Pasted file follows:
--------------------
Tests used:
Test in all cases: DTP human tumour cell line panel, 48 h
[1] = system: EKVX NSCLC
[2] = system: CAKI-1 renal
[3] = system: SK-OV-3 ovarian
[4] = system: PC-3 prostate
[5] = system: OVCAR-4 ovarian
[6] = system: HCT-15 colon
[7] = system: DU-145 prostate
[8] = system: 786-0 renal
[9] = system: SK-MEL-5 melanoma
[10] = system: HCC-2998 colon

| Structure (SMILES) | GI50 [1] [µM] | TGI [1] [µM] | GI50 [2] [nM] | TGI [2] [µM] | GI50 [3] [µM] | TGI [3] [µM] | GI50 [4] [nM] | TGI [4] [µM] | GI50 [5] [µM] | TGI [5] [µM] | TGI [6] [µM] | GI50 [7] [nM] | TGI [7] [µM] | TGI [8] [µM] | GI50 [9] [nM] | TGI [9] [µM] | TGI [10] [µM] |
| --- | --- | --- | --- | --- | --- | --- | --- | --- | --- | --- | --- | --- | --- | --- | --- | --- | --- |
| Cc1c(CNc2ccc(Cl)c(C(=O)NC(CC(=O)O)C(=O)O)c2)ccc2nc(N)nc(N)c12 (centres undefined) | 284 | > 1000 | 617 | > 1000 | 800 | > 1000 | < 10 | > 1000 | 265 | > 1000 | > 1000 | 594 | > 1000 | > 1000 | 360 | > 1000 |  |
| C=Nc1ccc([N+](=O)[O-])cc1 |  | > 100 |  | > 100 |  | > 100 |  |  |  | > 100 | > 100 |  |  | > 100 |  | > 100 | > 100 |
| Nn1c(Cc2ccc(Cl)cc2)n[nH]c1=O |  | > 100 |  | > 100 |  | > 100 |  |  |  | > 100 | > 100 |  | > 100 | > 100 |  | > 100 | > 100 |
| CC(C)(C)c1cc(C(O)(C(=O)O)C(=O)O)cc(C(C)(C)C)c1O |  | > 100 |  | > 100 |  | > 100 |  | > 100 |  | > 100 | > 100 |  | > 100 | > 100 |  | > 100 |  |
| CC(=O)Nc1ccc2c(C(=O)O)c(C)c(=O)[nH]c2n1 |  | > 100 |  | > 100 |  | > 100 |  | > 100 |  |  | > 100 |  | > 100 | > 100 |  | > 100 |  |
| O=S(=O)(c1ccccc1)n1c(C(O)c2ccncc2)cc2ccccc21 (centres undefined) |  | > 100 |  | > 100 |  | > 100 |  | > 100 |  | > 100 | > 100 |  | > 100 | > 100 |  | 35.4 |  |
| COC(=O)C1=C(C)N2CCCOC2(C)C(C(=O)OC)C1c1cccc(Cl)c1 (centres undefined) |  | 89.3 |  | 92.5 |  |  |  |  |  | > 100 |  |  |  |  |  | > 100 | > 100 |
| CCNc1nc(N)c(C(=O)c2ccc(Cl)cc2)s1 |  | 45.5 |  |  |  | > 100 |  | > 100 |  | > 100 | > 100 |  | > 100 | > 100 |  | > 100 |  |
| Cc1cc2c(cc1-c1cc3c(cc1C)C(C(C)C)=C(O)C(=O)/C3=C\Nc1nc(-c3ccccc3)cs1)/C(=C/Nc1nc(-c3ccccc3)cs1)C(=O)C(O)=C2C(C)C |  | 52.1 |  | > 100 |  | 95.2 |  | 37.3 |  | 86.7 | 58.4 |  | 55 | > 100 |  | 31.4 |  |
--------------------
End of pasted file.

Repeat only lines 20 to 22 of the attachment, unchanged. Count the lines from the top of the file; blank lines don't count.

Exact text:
| O=S(=O)(c1ccccc1)n1c(C(O)c2ccncc2)cc2ccccc21 (centres undefined) |  | > 100 |  | > 100 |  | > 100 |  | > 100 |  | > 100 | > 100 |  | > 100 | > 100 |  | 35.4 |  |
| COC(=O)C1=C(C)N2CCCOC2(C)C(C(=O)OC)C1c1cccc(Cl)c1 (centres undefined) |  | 89.3 |  | 92.5 |  |  |  |  |  | > 100 |  |  |  |  |  | > 100 | > 100 |
| CCNc1nc(N)c(C(=O)c2ccc(Cl)cc2)s1 |  | 45.5 |  |  |  | > 100 |  | > 100 |  | > 100 | > 100 |  | > 100 | > 100 |  | > 100 |  |